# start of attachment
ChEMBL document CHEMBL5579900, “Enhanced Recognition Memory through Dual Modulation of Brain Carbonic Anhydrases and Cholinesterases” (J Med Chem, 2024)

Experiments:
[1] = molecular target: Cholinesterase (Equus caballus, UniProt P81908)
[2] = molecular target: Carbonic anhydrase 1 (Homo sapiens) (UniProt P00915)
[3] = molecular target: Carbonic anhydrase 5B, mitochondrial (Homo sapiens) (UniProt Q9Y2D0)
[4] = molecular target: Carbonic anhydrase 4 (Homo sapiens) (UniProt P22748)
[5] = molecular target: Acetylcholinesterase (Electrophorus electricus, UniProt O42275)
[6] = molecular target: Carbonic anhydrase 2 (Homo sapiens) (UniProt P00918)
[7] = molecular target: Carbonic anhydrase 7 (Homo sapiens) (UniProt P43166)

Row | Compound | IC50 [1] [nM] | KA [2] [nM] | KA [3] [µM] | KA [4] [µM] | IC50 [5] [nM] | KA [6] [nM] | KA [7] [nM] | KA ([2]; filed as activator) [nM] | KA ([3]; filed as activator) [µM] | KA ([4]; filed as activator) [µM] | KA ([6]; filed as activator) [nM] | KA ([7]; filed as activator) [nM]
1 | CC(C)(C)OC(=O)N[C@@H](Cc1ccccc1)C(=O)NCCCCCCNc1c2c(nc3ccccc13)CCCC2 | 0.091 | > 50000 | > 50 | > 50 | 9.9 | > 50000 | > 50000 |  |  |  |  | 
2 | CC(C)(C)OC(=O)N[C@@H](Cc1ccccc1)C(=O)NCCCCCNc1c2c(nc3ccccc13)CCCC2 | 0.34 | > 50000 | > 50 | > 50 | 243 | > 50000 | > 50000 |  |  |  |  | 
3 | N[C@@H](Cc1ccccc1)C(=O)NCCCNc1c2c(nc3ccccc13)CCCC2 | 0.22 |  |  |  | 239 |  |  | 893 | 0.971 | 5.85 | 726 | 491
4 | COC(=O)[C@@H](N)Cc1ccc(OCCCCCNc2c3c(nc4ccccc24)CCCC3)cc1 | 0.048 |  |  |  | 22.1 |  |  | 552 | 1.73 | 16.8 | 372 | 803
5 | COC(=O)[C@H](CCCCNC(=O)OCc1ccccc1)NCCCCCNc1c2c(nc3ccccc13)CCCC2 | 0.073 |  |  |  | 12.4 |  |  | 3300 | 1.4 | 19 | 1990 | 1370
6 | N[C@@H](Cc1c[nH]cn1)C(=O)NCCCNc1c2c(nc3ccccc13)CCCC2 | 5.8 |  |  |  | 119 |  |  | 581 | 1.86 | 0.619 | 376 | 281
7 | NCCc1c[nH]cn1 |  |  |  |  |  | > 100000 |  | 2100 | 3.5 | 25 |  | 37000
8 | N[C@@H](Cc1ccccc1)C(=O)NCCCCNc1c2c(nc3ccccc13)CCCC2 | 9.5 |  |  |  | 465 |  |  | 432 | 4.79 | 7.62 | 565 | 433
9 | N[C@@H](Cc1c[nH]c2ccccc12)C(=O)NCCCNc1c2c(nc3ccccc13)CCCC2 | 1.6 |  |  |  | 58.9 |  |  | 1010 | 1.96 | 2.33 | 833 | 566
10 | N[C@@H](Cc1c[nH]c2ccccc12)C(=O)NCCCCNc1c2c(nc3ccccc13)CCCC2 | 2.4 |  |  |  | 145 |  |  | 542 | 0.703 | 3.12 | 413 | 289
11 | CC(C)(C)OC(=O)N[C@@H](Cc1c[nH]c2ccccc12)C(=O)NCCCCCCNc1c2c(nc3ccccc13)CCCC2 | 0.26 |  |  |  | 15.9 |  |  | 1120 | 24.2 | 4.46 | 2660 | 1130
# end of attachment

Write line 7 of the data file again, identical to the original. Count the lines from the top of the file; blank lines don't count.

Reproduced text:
[5] = molecular target: Acetylcholinesterase (Electrophorus electricus, UniProt O42275)